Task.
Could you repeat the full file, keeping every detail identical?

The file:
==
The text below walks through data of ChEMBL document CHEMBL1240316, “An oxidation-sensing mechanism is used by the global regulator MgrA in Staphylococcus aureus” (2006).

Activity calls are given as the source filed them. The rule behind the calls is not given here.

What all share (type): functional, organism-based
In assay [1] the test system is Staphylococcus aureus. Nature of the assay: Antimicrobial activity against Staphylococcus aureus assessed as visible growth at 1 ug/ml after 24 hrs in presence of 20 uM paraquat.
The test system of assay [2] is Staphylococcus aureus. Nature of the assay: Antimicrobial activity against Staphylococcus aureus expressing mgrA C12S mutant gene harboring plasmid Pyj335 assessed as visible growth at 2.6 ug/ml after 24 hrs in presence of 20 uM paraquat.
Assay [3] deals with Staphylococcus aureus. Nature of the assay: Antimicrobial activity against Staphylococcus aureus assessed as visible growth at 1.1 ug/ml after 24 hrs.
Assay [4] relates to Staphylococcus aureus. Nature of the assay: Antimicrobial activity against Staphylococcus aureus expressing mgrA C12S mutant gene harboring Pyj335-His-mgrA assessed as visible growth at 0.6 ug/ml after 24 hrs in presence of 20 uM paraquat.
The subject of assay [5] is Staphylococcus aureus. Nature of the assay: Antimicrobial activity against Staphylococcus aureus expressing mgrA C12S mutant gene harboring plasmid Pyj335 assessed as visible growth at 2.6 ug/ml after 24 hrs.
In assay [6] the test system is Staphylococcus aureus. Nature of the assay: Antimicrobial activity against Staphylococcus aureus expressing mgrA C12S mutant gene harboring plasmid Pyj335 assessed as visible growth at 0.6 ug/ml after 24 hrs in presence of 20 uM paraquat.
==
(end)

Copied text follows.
The text below walks through data of ChEMBL document CHEMBL1240316, “An oxidation-sensing mechanism is used by the global regulator MgrA in Staphylococcus aureus” (2006).

Activity calls are given as the source filed them. The rule behind the calls is not given here.

What all share (type): functional, organism-based
In assay [1] the test system is Staphylococcus aureus. Nature of the assay: Antimicrobial activity against Staphylococcus aureus assessed as visible growth at 1 ug/ml after 24 hrs in presence of 20 uM paraquat.
The test system of assay [2] is Staphylococcus aureus. Nature of the assay: Antimicrobial activity against Staphylococcus aureus expressing mgrA C12S mutant gene harboring plasmid Pyj335 assessed as visible growth at 2.6 ug/ml after 24 hrs in presence of 20 uM paraquat.
Assay [3] deals with Staphylococcus aureus. Nature of the assay: Antimicrobial activity against Staphylococcus aureus assessed as visible growth at 1.1 ug/ml after 24 hrs.
Assay [4] relates to Staphylococcus aureus. Nature of the assay: Antimicrobial activity against Staphylococcus aureus expressing mgrA C12S mutant gene harboring Pyj335-His-mgrA assessed as visible growth at 0.6 ug/ml after 24 hrs in presence of 20 uM paraquat.
The subject of assay [5] is Staphylococcus aureus. Nature of the assay: Antimicrobial activity against Staphylococcus aureus expressing mgrA C12S mutant gene harboring plasmid Pyj335 assessed as visible growth at 2.6 ug/ml after 24 hrs.
In assay [6] the test system is Staphylococcus aureus. Nature of the assay: Antimicrobial activity against Staphylococcus aureus expressing mgrA C12S mutant gene harboring plasmid Pyj335 assessed as visible growth at 0.6 ug/ml after 24 hrs in presence of 20 uM paraquat.